Triton: Dangerous and Puzzling – Part III

18 March 2018

The reports published on Triton so far give no hint on how the attack was started. With Occam’s razor in mind I concluded in part II of this post series that it is very likely, that the attacker compromised the Engineering Service Providers (ESP) network and the systems used for developing the SIS software. Since the next software update is sure to come, it is only a matter of time until the SIS installation in the production network gets compromised.

In this part I will talk about how to prevent and protect against such attacks.

Part III: Prevention and Protection

To protect against such kind of attacks data integrity must be ensured across the entire supply chain.

Ensure Integrity Across the Supply Chain

Ensure Integrity Across the Supply Chain

Engineering Service Provider’s responsibilities

Build: The ESP must make sure that the project data and software cannot be compromised in his facilities during software design and build.

Transfer: The ESP must secure the data against manipulation during transport.

Plant Operator’s responsibilities

Validate: After handover, the operator must check that the software and project data fulfil only the intended functions, before the SIS or DCS is updated. This must be governed by a Standard Operating Procedures (SOP) with formal approvals.

Install: The operator must follow a SOP for secure update of SIS and DCS software.

In the following section I will give some best practice to achieve data integrity across the supply chain. Anti-malware solutions are not listed because they are industry standard. Nevertheless, it is important to note that in Triton like cases pattern based anti-malware solutions will not prevent or protect against the attack. Pattern based anti-malware solutions protect only against malware “in the wild”. That’s not the case here, thus we have to apply other means to ensure integrity.


Development network

  • Perform all project work in an isolated Development Network (D-NET) with a Development DMZ (D-DMZ).
  • Control remote access to the D-DMZ through a user proxy to allow access for authorized staff only. Two Factor Authentication is mandatory for access to the D-DMZ.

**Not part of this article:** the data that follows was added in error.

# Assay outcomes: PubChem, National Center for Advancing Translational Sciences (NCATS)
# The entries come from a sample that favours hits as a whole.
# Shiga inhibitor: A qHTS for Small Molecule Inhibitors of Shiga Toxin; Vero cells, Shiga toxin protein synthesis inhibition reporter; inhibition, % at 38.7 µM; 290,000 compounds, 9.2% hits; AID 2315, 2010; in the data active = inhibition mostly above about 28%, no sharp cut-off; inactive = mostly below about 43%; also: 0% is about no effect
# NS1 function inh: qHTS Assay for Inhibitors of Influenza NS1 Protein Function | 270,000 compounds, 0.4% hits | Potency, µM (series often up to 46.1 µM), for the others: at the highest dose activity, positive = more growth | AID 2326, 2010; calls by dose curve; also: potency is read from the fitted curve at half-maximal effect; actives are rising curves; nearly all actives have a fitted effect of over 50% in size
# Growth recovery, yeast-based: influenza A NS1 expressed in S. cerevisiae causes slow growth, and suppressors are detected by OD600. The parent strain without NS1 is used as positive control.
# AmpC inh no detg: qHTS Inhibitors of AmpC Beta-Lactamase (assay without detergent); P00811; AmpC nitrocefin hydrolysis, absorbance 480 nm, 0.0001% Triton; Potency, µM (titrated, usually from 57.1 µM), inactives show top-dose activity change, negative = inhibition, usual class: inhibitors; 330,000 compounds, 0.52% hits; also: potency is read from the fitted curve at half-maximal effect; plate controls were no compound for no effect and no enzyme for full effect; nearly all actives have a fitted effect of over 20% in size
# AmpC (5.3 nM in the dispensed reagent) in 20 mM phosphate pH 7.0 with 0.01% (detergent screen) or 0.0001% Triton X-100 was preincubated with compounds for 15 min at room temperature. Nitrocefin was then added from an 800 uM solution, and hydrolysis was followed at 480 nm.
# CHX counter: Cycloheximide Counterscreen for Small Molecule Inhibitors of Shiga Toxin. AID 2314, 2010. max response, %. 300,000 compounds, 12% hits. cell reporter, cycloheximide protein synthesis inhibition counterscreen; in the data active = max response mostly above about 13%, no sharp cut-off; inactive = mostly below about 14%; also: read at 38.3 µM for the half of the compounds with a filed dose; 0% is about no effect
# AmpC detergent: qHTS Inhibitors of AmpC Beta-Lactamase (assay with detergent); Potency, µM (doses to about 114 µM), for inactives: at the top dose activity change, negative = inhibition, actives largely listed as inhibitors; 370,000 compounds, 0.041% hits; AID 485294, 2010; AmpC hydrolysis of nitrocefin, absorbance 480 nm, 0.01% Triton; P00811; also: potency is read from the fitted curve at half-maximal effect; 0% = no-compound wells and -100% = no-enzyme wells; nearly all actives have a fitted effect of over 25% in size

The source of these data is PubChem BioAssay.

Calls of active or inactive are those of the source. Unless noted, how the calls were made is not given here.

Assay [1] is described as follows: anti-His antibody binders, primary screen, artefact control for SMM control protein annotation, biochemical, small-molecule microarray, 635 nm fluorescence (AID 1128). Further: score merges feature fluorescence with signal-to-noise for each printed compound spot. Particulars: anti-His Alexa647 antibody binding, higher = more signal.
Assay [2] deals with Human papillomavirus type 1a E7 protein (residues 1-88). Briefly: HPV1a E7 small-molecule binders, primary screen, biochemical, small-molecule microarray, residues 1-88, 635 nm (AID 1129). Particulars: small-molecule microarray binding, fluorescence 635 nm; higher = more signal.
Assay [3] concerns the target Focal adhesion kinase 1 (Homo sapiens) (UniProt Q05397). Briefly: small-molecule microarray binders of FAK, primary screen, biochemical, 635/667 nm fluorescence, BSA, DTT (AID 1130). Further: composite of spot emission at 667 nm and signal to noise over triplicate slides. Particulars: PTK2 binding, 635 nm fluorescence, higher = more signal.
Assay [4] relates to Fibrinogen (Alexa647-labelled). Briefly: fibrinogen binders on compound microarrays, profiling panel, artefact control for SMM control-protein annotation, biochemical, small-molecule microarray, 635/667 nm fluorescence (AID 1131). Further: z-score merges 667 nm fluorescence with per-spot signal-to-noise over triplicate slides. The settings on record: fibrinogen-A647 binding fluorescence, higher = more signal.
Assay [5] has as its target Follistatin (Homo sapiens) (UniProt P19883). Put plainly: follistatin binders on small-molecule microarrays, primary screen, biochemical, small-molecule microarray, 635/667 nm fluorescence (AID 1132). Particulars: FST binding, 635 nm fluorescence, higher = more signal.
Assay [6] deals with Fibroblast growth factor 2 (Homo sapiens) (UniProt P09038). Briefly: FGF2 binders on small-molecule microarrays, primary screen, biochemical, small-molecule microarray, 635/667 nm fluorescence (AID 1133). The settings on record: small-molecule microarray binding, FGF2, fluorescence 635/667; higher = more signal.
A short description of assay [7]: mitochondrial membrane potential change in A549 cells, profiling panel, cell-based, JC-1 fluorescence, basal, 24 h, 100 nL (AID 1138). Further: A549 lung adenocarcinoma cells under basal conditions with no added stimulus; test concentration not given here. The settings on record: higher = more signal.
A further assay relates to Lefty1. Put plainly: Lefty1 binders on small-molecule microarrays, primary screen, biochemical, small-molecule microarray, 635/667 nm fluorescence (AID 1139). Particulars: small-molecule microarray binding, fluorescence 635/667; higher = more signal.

• For remote user access to the D-NET use a jump station in the D-DMZ.
  • Terminate all connections from the Office Network to the D-NET in the D-DMZ.
  • Terminate all connections from the D-NET in the D-DMZ.
  • If an SIS or DCS is operated in the D-NET, it should be placed in an isolated in a network  zone (D-SIS) in the D-NET. Allow only incoming connections from the engineering station to the SIS or DCS. Terminate all outgoing connections from the D-SIS in the D-NET.

Data exchange

  • For data exchange with the Office network allow only outgoing connections from the D-DMZ to dedicated systems/ports in the Office network.
  • Don’t use the SMB protocol for exchange of data between the office network and the D-DMZ and D-NET.
  • Implement Network Access Control (NAC) in the D-DMZ and D-NET to block connections of untrusted devices.
  • Never connect mobile workstations used in the D-NET or D-DMZ to other networks and vice versa. Once such a workstation was connected to a network outside the D-NET or D-DMZ it is potentially compromised.

System hardening

  • Block all USB disk devices in the D-NET.
  • Block all internet access and e-mail in the D-DMZ and D-NET.
  • Lock down all workstations and servers in the D-NET and D-DMZ.
  • Perform regular integrity checks on all systems in the D-NET and D-DMZ.

Software development best practice

  • Set up software version control for all development work.
  • If contractually possible, handover only sources, makefiles and checksums to the operator.

  • Secure network transfer is the method of choice. Bundle all sources in an encrypted archive. Send the encryption key in a secure e-mail to the operator.
  • If transfer by USB devices is required use only USB devices with AES hardware encryption and key pad. Run a secure before the new software is copied.

  • Extract the software to a trusted development system in an isolated network zone of the operators network.
  • Validate the checksums of the sources and makefiles against the supplied checksum details.
  • Build the software.
  • Install the software on a test system and verify that only the intended functions are implemented.

  • Use a secure transfer method to move the new software and project data to the SIS or DCS  network.
  • Install the software with regards to the corresponding SOP.

Have a great week.

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